Sony A7s III: will have a global shutter sensor?

ByLinky Johnson 2019-05-02 711

The Sony A7s III is rumored to be presented in autumn 2019 - and possibly comes with Global Shutter.

Sony A7s III earliest in autumn

The fact that the A7s III is not to be presented at NAB 2019 now seems to be confirmed. Sonyalpharumors has learned from a reliable source that the A7s III will probably be presented in autumn 2019. Another source also confirms that the A7s III should not be expected until autumn 2019 at the earliest.

 

This means that it will take a few more months until the A7s III will come onto the market. And as Sony is well known, it would certainly be conceivable that the new DSLM will not be introduced until 2020 after all.

New sensor with Global Shutter?

Sony announced last year in an interview that the A7s III will take much longer to develop. Now the already mentioned source gives hints what exactly this development time is needed for. It says that the Sony A7s III should be equipped with a new "Memory stacked Sensor", which can be called a big innovation and game changer.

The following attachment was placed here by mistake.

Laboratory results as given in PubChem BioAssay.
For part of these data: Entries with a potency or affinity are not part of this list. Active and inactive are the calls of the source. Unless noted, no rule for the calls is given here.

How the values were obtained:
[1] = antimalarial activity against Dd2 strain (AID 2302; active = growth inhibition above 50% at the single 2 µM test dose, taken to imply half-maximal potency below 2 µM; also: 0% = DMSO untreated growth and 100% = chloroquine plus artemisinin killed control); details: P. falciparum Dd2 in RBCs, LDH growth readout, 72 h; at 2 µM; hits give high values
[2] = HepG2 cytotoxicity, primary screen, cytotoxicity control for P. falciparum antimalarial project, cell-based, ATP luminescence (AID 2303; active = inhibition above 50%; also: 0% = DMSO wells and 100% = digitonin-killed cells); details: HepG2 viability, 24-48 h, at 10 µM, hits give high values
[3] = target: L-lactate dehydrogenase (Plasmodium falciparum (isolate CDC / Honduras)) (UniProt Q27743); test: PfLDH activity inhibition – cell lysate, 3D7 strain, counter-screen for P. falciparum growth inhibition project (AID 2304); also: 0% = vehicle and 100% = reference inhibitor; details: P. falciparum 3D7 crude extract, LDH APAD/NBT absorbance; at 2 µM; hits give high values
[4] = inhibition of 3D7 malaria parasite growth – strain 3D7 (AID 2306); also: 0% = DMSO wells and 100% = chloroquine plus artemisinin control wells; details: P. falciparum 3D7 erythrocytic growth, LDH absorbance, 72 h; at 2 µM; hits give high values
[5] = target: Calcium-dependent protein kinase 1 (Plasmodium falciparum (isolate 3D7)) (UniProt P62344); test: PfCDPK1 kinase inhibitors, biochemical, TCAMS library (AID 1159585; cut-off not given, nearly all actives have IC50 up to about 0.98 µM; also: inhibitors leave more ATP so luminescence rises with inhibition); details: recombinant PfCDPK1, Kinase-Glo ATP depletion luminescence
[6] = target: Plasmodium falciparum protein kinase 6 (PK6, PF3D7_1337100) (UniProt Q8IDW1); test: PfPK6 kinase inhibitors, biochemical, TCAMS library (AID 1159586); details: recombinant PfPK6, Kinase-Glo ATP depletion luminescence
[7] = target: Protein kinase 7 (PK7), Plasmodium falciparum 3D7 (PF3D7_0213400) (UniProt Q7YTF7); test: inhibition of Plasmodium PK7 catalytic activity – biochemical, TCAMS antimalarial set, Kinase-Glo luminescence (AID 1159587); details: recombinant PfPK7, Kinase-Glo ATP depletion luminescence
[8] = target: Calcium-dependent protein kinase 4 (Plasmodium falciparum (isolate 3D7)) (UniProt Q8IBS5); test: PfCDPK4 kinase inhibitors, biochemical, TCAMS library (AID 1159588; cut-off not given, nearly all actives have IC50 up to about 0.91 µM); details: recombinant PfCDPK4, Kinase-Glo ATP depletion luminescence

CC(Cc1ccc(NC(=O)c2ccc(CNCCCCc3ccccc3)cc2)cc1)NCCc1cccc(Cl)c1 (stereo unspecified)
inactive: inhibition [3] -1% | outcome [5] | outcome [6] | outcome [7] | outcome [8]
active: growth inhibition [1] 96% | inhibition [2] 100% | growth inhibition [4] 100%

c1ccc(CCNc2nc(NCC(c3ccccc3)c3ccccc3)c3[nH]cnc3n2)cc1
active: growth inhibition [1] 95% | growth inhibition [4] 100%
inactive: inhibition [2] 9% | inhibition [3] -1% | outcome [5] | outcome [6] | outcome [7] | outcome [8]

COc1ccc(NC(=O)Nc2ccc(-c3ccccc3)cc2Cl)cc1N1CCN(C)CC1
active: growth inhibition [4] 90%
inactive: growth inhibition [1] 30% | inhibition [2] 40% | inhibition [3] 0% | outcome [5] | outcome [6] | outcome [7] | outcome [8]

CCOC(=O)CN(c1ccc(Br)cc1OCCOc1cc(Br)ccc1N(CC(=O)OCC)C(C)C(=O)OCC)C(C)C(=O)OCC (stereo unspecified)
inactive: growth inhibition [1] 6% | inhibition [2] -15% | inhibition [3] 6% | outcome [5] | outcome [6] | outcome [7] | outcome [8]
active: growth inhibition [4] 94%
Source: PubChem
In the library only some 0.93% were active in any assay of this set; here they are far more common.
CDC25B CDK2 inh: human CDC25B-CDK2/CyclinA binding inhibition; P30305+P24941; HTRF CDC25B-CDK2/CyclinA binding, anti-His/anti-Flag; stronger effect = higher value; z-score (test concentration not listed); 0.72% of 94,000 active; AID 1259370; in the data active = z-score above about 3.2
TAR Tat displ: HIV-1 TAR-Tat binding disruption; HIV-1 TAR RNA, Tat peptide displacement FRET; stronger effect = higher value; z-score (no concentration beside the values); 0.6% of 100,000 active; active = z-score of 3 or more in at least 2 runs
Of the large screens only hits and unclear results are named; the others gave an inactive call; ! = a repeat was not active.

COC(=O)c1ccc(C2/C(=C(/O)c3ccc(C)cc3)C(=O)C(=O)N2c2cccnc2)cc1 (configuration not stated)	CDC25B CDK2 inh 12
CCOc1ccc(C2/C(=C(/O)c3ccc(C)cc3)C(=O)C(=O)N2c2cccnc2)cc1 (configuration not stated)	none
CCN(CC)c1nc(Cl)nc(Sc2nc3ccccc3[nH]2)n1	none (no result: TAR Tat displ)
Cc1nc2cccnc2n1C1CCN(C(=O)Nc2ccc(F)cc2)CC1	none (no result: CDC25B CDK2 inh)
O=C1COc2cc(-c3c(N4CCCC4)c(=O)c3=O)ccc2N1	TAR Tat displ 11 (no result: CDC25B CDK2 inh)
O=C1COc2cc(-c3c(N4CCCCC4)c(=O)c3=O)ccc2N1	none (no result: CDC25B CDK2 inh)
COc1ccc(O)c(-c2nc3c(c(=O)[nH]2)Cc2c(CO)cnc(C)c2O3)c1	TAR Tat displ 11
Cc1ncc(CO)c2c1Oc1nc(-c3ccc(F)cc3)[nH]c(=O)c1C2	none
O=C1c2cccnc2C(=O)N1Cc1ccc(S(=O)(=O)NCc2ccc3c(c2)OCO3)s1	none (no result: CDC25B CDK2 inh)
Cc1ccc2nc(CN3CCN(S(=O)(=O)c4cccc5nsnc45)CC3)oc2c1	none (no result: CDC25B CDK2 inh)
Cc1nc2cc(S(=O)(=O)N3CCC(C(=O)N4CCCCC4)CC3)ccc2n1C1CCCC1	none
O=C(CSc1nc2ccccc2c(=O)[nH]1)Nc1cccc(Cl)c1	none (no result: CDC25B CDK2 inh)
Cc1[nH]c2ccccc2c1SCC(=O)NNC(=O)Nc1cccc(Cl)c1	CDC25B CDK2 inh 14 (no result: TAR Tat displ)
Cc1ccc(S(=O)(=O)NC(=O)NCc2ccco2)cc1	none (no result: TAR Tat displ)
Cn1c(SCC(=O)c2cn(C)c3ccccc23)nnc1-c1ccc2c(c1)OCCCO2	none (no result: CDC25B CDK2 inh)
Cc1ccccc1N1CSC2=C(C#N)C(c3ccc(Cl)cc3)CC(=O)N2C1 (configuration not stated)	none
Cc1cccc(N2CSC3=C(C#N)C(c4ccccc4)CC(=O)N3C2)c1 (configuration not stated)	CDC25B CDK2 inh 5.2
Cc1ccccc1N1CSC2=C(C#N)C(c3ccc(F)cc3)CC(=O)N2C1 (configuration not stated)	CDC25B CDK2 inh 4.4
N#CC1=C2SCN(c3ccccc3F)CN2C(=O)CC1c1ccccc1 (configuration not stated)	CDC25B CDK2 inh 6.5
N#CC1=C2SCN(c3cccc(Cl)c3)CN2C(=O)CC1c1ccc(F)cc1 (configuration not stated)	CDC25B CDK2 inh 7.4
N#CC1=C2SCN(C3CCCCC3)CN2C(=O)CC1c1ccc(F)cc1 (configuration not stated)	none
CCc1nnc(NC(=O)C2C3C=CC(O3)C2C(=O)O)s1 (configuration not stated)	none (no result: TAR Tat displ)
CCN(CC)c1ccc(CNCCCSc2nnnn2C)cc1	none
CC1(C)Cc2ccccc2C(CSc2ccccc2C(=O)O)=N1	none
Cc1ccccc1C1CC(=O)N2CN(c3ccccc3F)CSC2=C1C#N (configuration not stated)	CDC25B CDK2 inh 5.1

How exactly this big innovation will look like, we don't know at the moment. But many people suspect that it could be a sensor with a global shutter - which would be a really exciting innovation, especially for videographers, who will be talking about the Sony A7s III among other things.

 

Personally, I could very well imagine that Sony would like to offer the A7s III with Global Shutter in order to once again have a clear competitive advantage over the competition, which has caught up strongly in the video sector in recent months. And in the last few months Sony has already presented various sensors with Global Shutter, only a full format sensor was not included as far as I know.

What is a Global Shutter?

For a sensor with Global Shutter, the exposure time for all pixels begins and ends simultaneously. This is not the case with a conventional CMOS sensor with rolling shutter, where the individual rows on the sensor are exposed one after the other. This can lead to unwanted "distortions" and the so-called rolling shutter effect during fast movements and panning.

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